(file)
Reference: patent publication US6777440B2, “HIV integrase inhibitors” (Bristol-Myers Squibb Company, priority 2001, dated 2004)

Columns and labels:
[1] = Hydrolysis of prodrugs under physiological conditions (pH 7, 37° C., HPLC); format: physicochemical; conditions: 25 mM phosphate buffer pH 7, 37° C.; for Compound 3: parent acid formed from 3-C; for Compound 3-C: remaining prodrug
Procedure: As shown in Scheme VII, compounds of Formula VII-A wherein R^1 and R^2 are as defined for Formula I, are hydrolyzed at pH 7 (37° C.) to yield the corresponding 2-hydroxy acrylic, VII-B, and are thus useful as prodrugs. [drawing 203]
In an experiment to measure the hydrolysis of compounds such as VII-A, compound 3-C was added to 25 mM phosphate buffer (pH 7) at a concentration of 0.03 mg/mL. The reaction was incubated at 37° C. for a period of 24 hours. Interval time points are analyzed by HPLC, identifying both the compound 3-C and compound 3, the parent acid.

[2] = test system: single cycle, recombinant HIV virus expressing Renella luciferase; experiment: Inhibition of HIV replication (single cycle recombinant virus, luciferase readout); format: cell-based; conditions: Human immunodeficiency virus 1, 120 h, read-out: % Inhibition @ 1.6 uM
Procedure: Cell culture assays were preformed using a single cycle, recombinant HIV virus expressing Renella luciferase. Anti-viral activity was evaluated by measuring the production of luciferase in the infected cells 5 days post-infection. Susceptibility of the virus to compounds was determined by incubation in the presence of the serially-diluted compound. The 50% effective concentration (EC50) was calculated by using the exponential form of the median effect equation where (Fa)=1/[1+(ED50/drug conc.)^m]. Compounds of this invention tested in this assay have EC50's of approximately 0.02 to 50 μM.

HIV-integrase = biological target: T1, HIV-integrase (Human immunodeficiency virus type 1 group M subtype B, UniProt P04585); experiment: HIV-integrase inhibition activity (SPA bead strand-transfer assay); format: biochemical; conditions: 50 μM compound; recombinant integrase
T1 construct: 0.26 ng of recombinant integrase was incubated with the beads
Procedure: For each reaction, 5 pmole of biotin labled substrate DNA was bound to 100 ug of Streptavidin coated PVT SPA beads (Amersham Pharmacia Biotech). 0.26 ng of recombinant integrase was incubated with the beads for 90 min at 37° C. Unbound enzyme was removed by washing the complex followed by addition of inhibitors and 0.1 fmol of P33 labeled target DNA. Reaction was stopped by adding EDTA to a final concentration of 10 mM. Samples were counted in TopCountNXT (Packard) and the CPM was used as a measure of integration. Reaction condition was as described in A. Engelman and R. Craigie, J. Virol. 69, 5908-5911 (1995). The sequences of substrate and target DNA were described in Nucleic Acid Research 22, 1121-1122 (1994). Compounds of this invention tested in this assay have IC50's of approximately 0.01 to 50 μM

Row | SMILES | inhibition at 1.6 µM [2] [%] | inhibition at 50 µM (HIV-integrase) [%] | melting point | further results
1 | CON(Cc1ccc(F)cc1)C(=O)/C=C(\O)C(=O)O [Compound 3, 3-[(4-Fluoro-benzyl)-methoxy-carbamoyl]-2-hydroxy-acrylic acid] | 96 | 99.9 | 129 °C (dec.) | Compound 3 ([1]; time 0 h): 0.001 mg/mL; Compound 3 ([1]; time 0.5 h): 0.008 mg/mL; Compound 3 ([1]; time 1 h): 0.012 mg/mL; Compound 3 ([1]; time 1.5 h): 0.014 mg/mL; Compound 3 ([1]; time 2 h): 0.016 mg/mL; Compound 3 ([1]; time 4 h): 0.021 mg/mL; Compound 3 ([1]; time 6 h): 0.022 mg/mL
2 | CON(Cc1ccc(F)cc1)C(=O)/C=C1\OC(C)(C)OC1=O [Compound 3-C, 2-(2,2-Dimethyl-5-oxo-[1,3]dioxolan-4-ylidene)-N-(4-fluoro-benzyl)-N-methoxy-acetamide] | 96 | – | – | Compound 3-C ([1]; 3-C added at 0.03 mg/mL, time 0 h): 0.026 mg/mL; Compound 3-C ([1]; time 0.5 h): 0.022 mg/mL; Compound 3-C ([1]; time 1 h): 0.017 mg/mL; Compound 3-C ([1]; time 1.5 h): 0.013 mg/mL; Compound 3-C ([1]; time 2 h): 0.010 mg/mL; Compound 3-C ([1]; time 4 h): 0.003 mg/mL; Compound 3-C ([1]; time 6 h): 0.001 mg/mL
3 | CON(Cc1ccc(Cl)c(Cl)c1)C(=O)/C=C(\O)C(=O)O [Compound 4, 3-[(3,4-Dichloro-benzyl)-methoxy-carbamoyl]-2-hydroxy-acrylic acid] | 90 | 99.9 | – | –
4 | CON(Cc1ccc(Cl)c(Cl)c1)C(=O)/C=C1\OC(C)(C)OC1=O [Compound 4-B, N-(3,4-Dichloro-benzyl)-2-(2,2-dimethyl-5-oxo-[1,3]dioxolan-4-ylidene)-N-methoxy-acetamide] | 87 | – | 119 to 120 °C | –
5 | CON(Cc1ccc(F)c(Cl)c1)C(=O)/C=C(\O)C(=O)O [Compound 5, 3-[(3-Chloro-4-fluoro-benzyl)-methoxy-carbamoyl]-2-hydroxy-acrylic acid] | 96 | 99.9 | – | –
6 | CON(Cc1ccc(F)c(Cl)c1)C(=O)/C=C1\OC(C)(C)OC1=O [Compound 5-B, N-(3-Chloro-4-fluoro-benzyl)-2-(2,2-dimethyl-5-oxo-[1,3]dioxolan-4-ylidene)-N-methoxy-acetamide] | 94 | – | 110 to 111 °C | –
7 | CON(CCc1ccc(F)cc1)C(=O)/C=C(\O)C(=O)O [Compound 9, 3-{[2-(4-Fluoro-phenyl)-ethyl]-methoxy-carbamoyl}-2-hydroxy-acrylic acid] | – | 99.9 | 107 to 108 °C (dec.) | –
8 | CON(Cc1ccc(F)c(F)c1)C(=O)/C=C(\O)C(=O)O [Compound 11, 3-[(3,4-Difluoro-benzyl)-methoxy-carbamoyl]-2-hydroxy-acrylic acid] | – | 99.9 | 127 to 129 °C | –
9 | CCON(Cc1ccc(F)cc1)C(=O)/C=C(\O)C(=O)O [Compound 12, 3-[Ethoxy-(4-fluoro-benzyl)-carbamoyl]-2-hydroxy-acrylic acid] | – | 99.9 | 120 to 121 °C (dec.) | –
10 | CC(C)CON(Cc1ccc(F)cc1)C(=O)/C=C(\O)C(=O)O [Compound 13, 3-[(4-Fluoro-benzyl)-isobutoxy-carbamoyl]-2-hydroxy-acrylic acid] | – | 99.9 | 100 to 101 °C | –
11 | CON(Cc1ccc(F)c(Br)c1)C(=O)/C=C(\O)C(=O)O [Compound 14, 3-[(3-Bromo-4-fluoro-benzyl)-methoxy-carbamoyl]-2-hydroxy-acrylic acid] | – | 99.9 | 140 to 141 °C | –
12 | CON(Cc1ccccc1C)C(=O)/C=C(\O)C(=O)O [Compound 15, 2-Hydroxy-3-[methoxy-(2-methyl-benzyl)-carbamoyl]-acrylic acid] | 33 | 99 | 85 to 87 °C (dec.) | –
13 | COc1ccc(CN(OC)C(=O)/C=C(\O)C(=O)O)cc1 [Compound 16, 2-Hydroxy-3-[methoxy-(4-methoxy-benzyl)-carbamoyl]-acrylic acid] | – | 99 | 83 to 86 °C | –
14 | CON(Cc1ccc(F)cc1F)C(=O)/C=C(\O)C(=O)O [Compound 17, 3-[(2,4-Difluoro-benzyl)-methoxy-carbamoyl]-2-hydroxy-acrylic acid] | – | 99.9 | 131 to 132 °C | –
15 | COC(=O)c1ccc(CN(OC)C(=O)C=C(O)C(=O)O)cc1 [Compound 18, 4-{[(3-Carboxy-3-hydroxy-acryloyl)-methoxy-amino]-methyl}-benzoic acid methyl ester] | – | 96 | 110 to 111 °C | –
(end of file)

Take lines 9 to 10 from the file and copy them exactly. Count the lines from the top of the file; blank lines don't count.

T1 construct: 0.26 ng of recombinant integrase was incubated with the beads
Procedure: For each reaction, 5 pmole of biotin labled substrate DNA was bound to 100 ug of Streptavidin coated PVT SPA beads (Amersham Pharmacia Biotech). 0.26 ng of recombinant integrase was incubated with the beads for 90 min at 37° C. Unbound enzyme was removed by washing the complex followed by addition of inhibitors and 0.1 fmol of P33 labeled target DNA. Reaction was stopped by adding EDTA to a final concentration of 10 mM. Samples were counted in TopCountNXT (Packard) and the CPM was used as a measure of integration. Reaction condition was as described in A. Engelman and R. Craigie, J. Virol. 69, 5908-5911 (1995). The sequences of substrate and target DNA were described in Nucleic Acid Research 22, 1121-1122 (1994). Compounds of this invention tested in this assay have IC50's of approximately 0.01 to 50 μM